So far this season Wayne Rooney has scored eight (8!!) goals in the English Premier League. Wayne Rooney’s scoring efficiency is exceptional and unlikely to be sustained. We’re not saying the pace at which he scores goals is unsustainable, that is certainly the case, but rather the high rate at which he is converting chances is amazingly high.
The author has already written one post about Rooney’s goalscoring form this season, writing:
In fact, the statistics are somewhat silly at this point. Rooney has scored more goals than all three promoted sides. He has as many goals as the bottom four teams in the table. He has outscored every single team in the English Premier League except Manchester City.
Rooney’s numbers are quite good so far but, looking back over Rooney’s previous three seasons, there are a number of statistics that point to a consistent level of production which can reasonably be expected from Rooney. Not the least among these is the minutes that he’s played in the English Premier League. From the chart below we can see Rooney has already played 360 minutes over the four fixtures. Those minutes would account for 15% of a typical season for Rooney, while accounting for only 10% of the full EPL slate. Taking everything on a ‘per minute’ basis we can see that he is performing well above his average season, most notably in shooting accuracy and shots on target per minute.
The combination of a higher shooting accuracy and minutes per shot on target has led to an absurdly high chance conversion rate (42%) that is exactly twice as high as his best full seasons (2009-10 when he scored 26 goals on 126 shots in 2723′). Even if Rooney plays only 2,404′ (an ‘average’ number of minutes per EPL season for him in the past 3 years) he would be on pace to score more than 53 goals. So clearly we need to look beyond the raw goals total to determine where Rooney is making the largest stride and what numbers we can look to to see what pace Rooney could set.
To extrapolate his current numbers out over a full season (3,420′) Rooney would be looking at creating 114 chances, last season in the EPL Nani played 2,668′ and created 78 chances of which 14 became assists. That is 99.98 chances in 3,420′. Even Rooney, himself adding 11 assists last season, created just 60 chances in 2,226′ (or 92 chances). In addition, Rooney is taking an accurate shot every 28′. That extrapolates to 122 accurate shots in 3,420′. Instead, lets take a look at his ‘average season’ where he plays 2,404′. That would be 80 chances created. That is not outside the realms of possibility, in fact it is only 6 more than he created in 2008-09.
Using Rooney’s average season, and taking his highest recent chance conversion of 21%. That number is created by dividing his goals scored by his total shots and rounded. If, for example, Rooney was converting at 21% instead of 42% he would have only 4 goals, still an amazing total and one that would keep him on pace for more than 26 in an average year.
That is the interesting part, Rooney is getting more chances. It is not simply that he is converting them at a remarkable rate, but he is getting a good deal more. His current pace would have him getting 126 shots this season (playing 2,404′) the same number of shots he got in 2009-10 when he scored 26. But in that season he played 2,723′, a full 300′ more than he typically plays (in reality a full 500′ more than he average in 2008-09 and 10-11; that’s 5 and a half extra matches). Assuming that Rooney and Manchester United are capable of recreating the 2009-10 season he could still be good for another 26 goals this season based solely on the number of shots he’s taking this season and a conversion rate of 21%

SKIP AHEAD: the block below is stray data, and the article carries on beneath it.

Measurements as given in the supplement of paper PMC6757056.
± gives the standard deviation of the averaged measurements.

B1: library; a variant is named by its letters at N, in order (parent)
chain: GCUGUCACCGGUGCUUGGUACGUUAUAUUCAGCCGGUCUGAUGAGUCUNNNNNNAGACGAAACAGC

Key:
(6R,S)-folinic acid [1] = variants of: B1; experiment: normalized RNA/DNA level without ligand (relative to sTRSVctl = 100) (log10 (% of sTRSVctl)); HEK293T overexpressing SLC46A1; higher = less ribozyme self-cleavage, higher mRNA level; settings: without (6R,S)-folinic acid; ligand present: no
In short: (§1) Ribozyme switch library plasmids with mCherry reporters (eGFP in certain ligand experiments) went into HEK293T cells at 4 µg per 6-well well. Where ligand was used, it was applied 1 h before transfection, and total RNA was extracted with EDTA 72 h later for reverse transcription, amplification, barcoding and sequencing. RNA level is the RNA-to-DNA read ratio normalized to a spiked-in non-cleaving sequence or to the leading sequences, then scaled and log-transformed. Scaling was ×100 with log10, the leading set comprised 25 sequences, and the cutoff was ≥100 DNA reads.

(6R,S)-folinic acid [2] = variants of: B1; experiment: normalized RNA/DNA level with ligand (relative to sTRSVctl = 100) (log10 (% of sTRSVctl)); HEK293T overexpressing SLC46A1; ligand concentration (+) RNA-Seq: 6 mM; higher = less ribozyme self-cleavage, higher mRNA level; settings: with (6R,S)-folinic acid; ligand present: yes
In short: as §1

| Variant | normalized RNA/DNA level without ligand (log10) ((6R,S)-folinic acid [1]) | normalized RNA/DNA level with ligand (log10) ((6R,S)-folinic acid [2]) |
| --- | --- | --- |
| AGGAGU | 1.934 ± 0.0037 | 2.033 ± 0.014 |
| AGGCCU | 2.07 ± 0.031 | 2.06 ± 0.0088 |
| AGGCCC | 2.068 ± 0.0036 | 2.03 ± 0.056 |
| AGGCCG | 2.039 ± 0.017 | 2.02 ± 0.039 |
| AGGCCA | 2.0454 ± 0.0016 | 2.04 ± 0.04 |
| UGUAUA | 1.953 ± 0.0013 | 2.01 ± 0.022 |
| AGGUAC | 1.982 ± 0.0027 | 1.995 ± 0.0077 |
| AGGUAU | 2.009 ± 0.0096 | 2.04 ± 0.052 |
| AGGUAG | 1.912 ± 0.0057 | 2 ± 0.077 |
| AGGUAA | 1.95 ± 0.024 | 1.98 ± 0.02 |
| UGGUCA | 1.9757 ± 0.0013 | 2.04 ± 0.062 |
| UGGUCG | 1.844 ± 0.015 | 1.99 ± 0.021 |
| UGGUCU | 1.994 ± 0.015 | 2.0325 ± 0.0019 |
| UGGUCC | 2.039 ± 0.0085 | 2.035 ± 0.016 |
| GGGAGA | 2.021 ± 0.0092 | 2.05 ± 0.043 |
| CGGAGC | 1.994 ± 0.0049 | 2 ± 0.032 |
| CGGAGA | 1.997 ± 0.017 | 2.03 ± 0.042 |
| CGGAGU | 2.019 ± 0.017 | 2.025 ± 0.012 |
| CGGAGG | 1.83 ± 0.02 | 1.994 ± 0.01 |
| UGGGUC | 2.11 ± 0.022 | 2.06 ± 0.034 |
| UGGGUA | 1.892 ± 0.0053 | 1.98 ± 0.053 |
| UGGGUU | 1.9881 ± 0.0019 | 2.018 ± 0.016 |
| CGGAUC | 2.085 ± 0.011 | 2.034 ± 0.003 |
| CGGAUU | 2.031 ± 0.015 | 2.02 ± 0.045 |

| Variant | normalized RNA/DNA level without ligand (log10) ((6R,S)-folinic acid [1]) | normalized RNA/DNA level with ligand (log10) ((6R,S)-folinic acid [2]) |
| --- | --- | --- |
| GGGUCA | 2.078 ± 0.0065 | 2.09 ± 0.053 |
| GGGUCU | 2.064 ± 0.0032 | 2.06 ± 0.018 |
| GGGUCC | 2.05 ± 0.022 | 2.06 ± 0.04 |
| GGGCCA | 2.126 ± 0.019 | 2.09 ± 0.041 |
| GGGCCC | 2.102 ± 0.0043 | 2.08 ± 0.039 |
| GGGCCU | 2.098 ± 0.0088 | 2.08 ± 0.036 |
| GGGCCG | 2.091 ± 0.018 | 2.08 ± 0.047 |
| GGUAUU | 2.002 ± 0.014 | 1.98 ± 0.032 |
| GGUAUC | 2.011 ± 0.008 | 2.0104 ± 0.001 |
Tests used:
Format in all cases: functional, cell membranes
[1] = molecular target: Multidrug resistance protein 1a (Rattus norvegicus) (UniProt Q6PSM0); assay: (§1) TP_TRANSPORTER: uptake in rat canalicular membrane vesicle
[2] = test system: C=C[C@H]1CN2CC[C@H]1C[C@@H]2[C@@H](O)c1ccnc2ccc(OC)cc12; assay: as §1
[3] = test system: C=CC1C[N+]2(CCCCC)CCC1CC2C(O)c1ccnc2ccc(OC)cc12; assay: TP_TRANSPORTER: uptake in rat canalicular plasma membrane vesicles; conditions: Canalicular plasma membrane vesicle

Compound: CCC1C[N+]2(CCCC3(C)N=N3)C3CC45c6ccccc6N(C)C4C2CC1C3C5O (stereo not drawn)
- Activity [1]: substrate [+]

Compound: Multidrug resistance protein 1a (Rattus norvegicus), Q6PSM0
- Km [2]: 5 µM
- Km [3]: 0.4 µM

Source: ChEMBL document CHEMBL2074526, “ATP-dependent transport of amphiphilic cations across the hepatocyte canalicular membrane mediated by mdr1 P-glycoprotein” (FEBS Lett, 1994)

This is the remarkable part. Should Rooney be able to play as many minute as he did in ’09-’10, these first four games can nearly be discounted in terms of a goals scored projection. In otherwords, we can project him, based on the numbers presented here, for a season where he played 2,404′ and scored aproximately 26 EPL goals and we can make that projection as if the season started today. Of course, he already has his 8 goals in the bank which means: while it is undoubted that he will not score anywhere close to 50 EPL goals, it is likely (barring injury) that he will challenge Christiano Ronaldo’s 31 goals from the 2007-08 season.
Rooney is not the only player who is off to a tremendous start. Both Kun Aguero and Edin Dzeko are off to equally good, if not slightly superior, campaigns. In looking at their numbers alongside one another it is clear that all three are outstanding.
While Rooney has played the full compliment of EPL minutes available to him, both of the Manchester City strikers have been rotated and missed at least one match worth of playing time. Given the discrepancy in Dzeko’s numbers between this year and last it is unfair to use those as a barometer for success this season. Similarly, Aguero is in a new league and with a new team. While either could outstrip Rooney in the race for the EPL’s top scorer, Rooney’s track record allows for a more reliable projection.
Playing in the same team may also make it difficult, though not impossible, for City’s duo to challenge Rooney. In 2009-10 Chelsea had two players break 20 goals, Drogba (29) and Lampard (22) while the team scored 103 goals. Drogba won the Golden Boot starting just 31 games (and making one substitute appearance) so it is certainly a possibility that Dzeko or Aguero could replicate that feat. Despite this, Rooney looks a better bet as he’s been able to keep pace with Dzeko and Aguero over 100′ extra minutes. When discussing pace – take the player who has done it longer.
If you believe Anfield69’s article Golden Boot – A Shoe In for the Title, the title will be headed to the home of the Golden Boot winner. If you believe these numbers, Rooney will be lifting the boot.